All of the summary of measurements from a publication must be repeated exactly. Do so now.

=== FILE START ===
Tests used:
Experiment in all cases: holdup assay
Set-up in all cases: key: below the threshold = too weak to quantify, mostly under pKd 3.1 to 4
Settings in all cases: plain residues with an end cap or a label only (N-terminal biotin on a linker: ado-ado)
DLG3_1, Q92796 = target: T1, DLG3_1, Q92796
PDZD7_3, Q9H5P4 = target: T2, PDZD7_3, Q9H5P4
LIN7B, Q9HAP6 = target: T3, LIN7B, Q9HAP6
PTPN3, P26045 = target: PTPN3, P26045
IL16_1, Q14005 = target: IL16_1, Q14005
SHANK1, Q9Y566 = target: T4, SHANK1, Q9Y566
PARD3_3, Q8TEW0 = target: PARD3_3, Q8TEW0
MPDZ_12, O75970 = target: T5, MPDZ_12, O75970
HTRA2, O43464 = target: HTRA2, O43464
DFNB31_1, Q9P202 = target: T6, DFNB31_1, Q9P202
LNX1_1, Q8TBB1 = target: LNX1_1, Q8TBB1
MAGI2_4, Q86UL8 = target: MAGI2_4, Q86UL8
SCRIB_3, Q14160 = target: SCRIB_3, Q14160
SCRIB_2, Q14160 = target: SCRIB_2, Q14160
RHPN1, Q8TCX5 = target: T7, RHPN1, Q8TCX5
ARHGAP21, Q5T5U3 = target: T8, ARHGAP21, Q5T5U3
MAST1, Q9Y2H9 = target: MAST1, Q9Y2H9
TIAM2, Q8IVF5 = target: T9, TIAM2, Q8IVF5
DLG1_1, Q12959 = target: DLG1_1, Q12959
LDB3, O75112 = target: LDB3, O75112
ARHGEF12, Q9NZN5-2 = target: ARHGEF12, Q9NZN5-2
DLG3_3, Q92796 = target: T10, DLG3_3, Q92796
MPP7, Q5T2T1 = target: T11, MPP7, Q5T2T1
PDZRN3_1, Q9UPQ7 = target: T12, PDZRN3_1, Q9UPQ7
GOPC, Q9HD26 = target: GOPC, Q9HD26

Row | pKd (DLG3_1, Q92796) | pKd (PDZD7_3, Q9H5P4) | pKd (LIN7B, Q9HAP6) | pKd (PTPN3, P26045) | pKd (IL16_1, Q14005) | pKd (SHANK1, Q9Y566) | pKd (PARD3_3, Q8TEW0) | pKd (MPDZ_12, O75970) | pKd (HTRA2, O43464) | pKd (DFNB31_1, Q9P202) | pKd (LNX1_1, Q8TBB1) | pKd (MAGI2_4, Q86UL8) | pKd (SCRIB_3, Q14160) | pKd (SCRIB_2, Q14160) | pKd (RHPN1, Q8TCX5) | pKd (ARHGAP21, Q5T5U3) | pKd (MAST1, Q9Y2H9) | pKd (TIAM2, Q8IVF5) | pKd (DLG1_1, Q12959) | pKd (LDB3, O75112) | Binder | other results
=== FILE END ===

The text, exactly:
Tests used:
Experiment in all cases: holdup assay
Set-up in all cases: key: below the threshold = too weak to quantify, mostly under pKd 3.1 to 4
Settings in all cases: plain residues with an end cap or a label only (N-terminal biotin on a linker: ado-ado)
DLG3_1, Q92796 = target: T1, DLG3_1, Q92796
PDZD7_3, Q9H5P4 = target: T2, PDZD7_3, Q9H5P4
LIN7B, Q9HAP6 = target: T3, LIN7B, Q9HAP6
PTPN3, P26045 = target: PTPN3, P26045
IL16_1, Q14005 = target: IL16_1, Q14005
SHANK1, Q9Y566 = target: T4, SHANK1, Q9Y566
PARD3_3, Q8TEW0 = target: PARD3_3, Q8TEW0
MPDZ_12, O75970 = target: T5, MPDZ_12, O75970
HTRA2, O43464 = target: HTRA2, O43464
DFNB31_1, Q9P202 = target: T6, DFNB31_1, Q9P202
LNX1_1, Q8TBB1 = target: LNX1_1, Q8TBB1
MAGI2_4, Q86UL8 = target: MAGI2_4, Q86UL8
SCRIB_3, Q14160 = target: SCRIB_3, Q14160
SCRIB_2, Q14160 = target: SCRIB_2, Q14160
RHPN1, Q8TCX5 = target: T7, RHPN1, Q8TCX5
ARHGAP21, Q5T5U3 = target: T8, ARHGAP21, Q5T5U3
MAST1, Q9Y2H9 = target: MAST1, Q9Y2H9
TIAM2, Q8IVF5 = target: T9, TIAM2, Q8IVF5
DLG1_1, Q12959 = target: DLG1_1, Q12959
LDB3, O75112 = target: LDB3, O75112
ARHGEF12, Q9NZN5-2 = target: ARHGEF12, Q9NZN5-2
DLG3_3, Q92796 = target: T10, DLG3_3, Q92796
MPP7, Q5T2T1 = target: T11, MPP7, Q5T2T1
PDZRN3_1, Q9UPQ7 = target: T12, PDZRN3_1, Q9UPQ7
GOPC, Q9HD26 = target: GOPC, Q9HD26

Row | pKd (DLG3_1, Q92796) | pKd (PDZD7_3, Q9H5P4) | pKd (LIN7B, Q9HAP6) | pKd (PTPN3, P26045) | pKd (IL16_1, Q14005) | pKd (SHANK1, Q9Y566) | pKd (PARD3_3, Q8TEW0) | pKd (MPDZ_12, O75970) | pKd (HTRA2, O43464) | pKd (DFNB31_1, Q9P202) | pKd (LNX1_1, Q8TBB1) | pKd (MAGI2_4, Q86UL8) | pKd (SCRIB_3, Q14160) | pKd (SCRIB_2, Q14160) | pKd (RHPN1, Q8TCX5) | pKd (ARHGAP21, Q5T5U3) | pKd (MAST1, Q9Y2H9) | pKd (TIAM2, Q8IVF5) | pKd (DLG1_1, Q12959) | pKd (LDB3, O75112) | Binder | other results